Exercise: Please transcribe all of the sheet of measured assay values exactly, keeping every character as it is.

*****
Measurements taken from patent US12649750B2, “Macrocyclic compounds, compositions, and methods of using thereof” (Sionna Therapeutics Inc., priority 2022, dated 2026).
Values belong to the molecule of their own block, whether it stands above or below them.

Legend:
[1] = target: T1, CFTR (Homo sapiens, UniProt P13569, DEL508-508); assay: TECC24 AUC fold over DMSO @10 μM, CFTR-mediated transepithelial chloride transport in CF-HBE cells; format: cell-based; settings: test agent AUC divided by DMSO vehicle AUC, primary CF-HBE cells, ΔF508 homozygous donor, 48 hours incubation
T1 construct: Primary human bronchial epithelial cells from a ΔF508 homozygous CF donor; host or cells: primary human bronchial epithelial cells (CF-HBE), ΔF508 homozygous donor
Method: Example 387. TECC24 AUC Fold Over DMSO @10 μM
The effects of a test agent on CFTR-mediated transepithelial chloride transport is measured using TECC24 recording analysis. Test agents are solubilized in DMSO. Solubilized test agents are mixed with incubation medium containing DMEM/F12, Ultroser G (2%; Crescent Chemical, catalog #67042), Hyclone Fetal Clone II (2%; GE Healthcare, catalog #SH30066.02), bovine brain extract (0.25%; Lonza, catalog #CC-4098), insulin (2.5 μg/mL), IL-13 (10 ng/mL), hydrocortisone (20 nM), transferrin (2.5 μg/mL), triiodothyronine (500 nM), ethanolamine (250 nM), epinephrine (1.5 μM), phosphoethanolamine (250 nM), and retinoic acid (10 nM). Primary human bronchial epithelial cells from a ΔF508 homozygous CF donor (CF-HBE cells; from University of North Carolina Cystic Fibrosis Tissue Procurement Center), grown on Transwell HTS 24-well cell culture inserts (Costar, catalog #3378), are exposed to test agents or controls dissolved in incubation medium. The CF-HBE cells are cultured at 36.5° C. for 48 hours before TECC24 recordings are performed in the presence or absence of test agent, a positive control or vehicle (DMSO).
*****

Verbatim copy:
Measurements taken from patent US12649750B2, “Macrocyclic compounds, compositions, and methods of using thereof” (Sionna Therapeutics Inc., priority 2022, dated 2026).
Values belong to the molecule of their own block, whether it stands above or below them.

Legend:
[1] = target: T1, CFTR (Homo sapiens, UniProt P13569, DEL508-508); assay: TECC24 AUC fold over DMSO @10 μM, CFTR-mediated transepithelial chloride transport in CF-HBE cells; format: cell-based; settings: test agent AUC divided by DMSO vehicle AUC, primary CF-HBE cells, ΔF508 homozygous donor, 48 hours incubation
T1 construct: Primary human bronchial epithelial cells from a ΔF508 homozygous CF donor; host or cells: primary human bronchial epithelial cells (CF-HBE), ΔF508 homozygous donor
Method: Example 387. TECC24 AUC Fold Over DMSO @10 μM
The effects of a test agent on CFTR-mediated transepithelial chloride transport is measured using TECC24 recording analysis. Test agents are solubilized in DMSO. Solubilized test agents are mixed with incubation medium containing DMEM/F12, Ultroser G (2%; Crescent Chemical, catalog #67042), Hyclone Fetal Clone II (2%; GE Healthcare, catalog #SH30066.02), bovine brain extract (0.25%; Lonza, catalog #CC-4098), insulin (2.5 μg/mL), IL-13 (10 ng/mL), hydrocortisone (20 nM), transferrin (2.5 μg/mL), triiodothyronine (500 nM), ethanolamine (250 nM), epinephrine (1.5 μM), phosphoethanolamine (250 nM), and retinoic acid (10 nM). Primary human bronchial epithelial cells from a ΔF508 homozygous CF donor (CF-HBE cells; from University of North Carolina Cystic Fibrosis Tissue Procurement Center), grown on Transwell HTS 24-well cell culture inserts (Costar, catalog #3378), are exposed to test agents or controls dissolved in incubation medium. The CF-HBE cells are cultured at 36.5° C. for 48 hours before TECC24 recordings are performed in the presence or absence of test agent, a positive control or vehicle (DMSO).